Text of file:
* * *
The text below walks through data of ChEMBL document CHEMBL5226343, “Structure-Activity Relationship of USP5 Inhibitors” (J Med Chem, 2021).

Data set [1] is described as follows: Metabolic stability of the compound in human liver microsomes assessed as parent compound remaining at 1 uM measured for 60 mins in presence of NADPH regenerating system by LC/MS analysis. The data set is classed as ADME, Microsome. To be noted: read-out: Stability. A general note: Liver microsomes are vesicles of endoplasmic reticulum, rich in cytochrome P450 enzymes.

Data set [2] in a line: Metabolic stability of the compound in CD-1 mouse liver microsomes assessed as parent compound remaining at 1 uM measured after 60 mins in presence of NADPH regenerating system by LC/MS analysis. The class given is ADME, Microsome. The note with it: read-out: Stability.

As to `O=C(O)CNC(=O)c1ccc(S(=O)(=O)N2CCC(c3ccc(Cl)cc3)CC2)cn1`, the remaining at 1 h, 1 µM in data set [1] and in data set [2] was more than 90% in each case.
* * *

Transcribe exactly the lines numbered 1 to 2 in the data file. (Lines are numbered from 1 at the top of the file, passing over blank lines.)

The text below walks through data of ChEMBL document CHEMBL5226343, “Structure-Activity Relationship of USP5 Inhibitors” (J Med Chem, 2021).

Data set [1] is described as follows: Metabolic stability of the compound in human liver microsomes assessed as parent compound remaining at 1 uM measured for 60 mins in presence of NADPH regenerating system by LC/MS analysis. The data set is classed as ADME, Microsome. To be noted: read-out: Stability. A general note: Liver microsomes are vesicles of endoplasmic reticulum, rich in cytochrome P450 enzymes.